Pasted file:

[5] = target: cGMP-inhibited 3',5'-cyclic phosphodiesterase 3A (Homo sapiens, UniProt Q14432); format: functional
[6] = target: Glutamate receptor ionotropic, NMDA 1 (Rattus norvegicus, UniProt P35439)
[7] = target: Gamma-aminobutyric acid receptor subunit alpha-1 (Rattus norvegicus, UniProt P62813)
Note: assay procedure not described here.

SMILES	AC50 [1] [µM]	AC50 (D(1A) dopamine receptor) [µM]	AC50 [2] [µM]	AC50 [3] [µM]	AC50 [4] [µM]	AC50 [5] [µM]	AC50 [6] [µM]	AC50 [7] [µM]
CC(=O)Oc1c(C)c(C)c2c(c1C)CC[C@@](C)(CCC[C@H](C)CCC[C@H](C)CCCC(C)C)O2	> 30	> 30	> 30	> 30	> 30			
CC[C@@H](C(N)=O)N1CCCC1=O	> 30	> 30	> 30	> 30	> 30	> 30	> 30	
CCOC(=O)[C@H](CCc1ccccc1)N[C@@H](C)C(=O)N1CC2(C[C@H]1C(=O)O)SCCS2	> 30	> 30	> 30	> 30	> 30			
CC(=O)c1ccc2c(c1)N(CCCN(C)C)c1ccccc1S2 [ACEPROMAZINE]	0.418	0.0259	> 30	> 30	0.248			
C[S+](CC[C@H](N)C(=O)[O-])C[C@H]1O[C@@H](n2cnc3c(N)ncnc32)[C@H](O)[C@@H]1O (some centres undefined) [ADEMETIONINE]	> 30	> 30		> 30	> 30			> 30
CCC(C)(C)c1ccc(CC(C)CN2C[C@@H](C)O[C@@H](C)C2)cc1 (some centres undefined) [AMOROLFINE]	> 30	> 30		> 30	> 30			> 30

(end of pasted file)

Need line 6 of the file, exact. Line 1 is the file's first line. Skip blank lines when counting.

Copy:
CC(=O)Oc1c(C)c(C)c2c(c1C)CC[C@@](C)(CCC[C@H](C)CCC[C@H](C)CCCC(C)C)O2	> 30	> 30	> 30	> 30	> 30			